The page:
Led Scientists Find Antibodies that Prevent Most HIV Strains from Infecting Human Cells. Scientists have discovered two potent human antibodies that can stop more than 90 percent of known global HIV strains from infecting human cells in the laboratory, and have demonstrated how one of these disease-fighting proteins accomplishes this feat.
According to the scientists, these antibodies could be used to design improved HIV vaccines, or could be further developed to prevent or treat HIV infection. Moreover, the method used to find these antibodies could be applied to isolate therapeutic antibodies for other infectious diseases as well. “The discovery of these exceptionally broadly neutralizing antibodies to HIV and the structural analysis that explains how they work are exciting advances that will accelerate our efforts to find a preventive HIV vaccine for global use,” says Anthony S. Fauci, M.D., director of the National Institute of Allergy and Infectious Diseases (NIAID), National Institutes of Health.
NIAID scientists Peter D. Top 10 Reasons to Love Viruses. Viruses can often be seen in a very poor light, but they aren’t all bad.
In fact, we humans probably wouldn’t exist without viruses. Author Michael Brooks writes about the upside of sharing the planet with these ruthless killer machines. Here are the top 10 reasons to love viruses. Ah-Choo! 10. No Longer Human. Henrietta Lacks achieved a kind of immortality on February 9, 1951.
On that day a sample of cancerous cells from her cervix was transferred to a culture dish, doused with nutrients, and left to grow. Lacks, a 30-year-old mother of four from Baltimore, had one of the most aggressive cervical cancers her doctors had ever seen, and the cells culled from her tumor grew avidly, doubling their number each day. Then they escaped. Small spills are always happening in laboratories; what distinguished Lacks’s cells was their ability to survive after they were somehow spilled.
They were so hardy that if just one of them fell on a petri dish it would outgrow and overwhelm anything else living on that dish within a month. 7.03 Genetics, Fall 2004. Cells flow like glass, study finds. By studying cellular movements at the level of both the individual cell and the collective group, applied physicists have discovered that migrating tissue flows very much like colloidal glass.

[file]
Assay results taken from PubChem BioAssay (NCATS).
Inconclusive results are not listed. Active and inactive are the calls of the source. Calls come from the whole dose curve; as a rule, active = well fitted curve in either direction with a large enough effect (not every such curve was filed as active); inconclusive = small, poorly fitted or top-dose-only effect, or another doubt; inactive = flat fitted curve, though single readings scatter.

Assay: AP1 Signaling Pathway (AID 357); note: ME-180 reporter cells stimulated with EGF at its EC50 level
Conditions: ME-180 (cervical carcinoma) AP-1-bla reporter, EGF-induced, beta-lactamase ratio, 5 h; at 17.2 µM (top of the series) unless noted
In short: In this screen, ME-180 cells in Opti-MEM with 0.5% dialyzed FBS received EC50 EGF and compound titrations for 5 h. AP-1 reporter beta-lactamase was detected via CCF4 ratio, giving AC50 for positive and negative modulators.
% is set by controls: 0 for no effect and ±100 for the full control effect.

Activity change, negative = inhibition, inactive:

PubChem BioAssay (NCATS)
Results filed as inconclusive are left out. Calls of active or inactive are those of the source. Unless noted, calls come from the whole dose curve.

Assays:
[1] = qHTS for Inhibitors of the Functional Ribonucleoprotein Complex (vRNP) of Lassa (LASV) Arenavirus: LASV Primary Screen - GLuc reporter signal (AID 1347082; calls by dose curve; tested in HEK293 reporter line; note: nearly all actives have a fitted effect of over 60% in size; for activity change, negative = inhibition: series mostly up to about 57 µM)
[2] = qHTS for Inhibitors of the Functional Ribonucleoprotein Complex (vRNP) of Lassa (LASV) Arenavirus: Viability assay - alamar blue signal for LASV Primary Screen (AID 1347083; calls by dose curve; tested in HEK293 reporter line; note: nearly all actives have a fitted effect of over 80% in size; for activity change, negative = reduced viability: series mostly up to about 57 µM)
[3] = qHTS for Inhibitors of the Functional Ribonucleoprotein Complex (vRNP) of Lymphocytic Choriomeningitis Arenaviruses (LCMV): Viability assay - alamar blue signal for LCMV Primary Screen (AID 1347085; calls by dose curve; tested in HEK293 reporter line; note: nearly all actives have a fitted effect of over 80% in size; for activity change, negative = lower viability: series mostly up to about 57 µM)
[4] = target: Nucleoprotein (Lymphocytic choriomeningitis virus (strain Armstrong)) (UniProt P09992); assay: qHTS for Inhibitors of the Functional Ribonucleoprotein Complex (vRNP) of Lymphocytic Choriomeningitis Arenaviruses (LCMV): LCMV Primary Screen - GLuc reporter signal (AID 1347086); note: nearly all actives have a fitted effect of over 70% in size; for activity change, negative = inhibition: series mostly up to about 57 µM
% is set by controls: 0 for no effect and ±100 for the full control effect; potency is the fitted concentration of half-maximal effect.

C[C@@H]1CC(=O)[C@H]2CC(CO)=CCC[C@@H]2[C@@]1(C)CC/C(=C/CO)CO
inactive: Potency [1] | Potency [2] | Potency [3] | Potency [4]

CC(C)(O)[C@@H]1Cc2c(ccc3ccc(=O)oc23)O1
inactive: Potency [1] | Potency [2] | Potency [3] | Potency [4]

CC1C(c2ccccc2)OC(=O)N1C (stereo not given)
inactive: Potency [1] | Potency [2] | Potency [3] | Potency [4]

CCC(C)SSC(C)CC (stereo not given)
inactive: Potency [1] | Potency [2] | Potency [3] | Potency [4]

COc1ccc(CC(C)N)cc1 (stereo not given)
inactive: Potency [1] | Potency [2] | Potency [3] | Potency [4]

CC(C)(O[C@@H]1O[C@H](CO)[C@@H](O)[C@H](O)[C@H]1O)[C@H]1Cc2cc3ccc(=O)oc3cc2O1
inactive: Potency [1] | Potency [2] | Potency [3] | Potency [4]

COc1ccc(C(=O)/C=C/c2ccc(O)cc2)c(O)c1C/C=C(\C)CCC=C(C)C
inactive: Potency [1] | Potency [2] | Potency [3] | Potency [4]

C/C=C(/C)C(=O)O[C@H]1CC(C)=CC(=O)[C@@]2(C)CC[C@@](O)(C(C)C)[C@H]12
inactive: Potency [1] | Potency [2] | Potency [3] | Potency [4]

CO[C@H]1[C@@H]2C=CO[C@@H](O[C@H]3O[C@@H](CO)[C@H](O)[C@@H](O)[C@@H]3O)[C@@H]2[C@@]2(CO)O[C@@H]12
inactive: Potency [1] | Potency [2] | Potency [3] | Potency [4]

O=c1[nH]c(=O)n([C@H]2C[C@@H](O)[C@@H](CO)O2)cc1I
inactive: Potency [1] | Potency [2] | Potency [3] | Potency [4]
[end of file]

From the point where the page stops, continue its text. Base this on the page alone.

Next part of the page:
The research, led by investigators at Harvard’s School of Engineering and Applied Sciences (SEAS) and the University of Florida, advances scientists’ understanding of wound healing, cancer metastasis, and embryonic development. The finding was published online Feb. 14 in Proceedings of the National Academy of Sciences. Cells often move from one part of the body to another. In a developing embryo, for example, cells in the three germ layers have to arrange themselves spatially so that the cells that will become skin are on the outside. Similarly, as a cancerous tumor expands, the cells proliferate and push others aside. It is known that cells accomplish these movements through internal cytoskeletal rearrangements that allow them to extend, retract, and divide.
Scientists Discover Solar Powered Hornets - GoodCleanTech. The oriental hornet is more active during the day, and tends to become even more active as the temperature rises. And now scientists have discovered the reason: the hornets are solar powered. It turns out that the distinctive yellow stripe on the hornet's abdomen is actually full of tiny protrusions that gather sunlight and harness it for energy. The insect also features a special pigment, called xanthopterin, that helps with the process. "Xanthopterin works as a light harvesting molecule transforming light into electrical energy," Dr Marian Plotkin told the BBC.
Wasps and hornets tend to be more active during the morning, and this new research explains why the oriental hornet is different: it stays out during the day because there's more sun. Download Graphic Images from the Hillis/Bull Lab. Return to "Download Files" Page You are welcome to download the following graphic image of the Tree of Life for non-commercial, educational purposes: Tree of Life (~3,000 species, based on rRNA sequences) (pdf, 368 KB) (see Science, 2003, 300:1692-1697) This file can be printed as a wall poster.
Printing at least 54" wide is recommended. Tree of Life tattoo, courtesy of Clare D'Alberto, who is working on her Ph.D. in biology at the University of Melbourne. The organisms depicted in this tattoo are (starting at 4 o'clock and going around clockwise): (1) a cyanobacterium (Anabaena); (2) a radiolarian (Acantharea); (3) a dinoflagellate (Ceratium); (4) an angiosperm (Spider Orchid); (5) a couple species of fungi (Penicillium and a yeast); (6) a ctenophore (comb jelly); (7) a mollusc (nudibranch); (8) an echinoderm (brittle star); and (9) a vertebrate (Weedy Sea Dragon).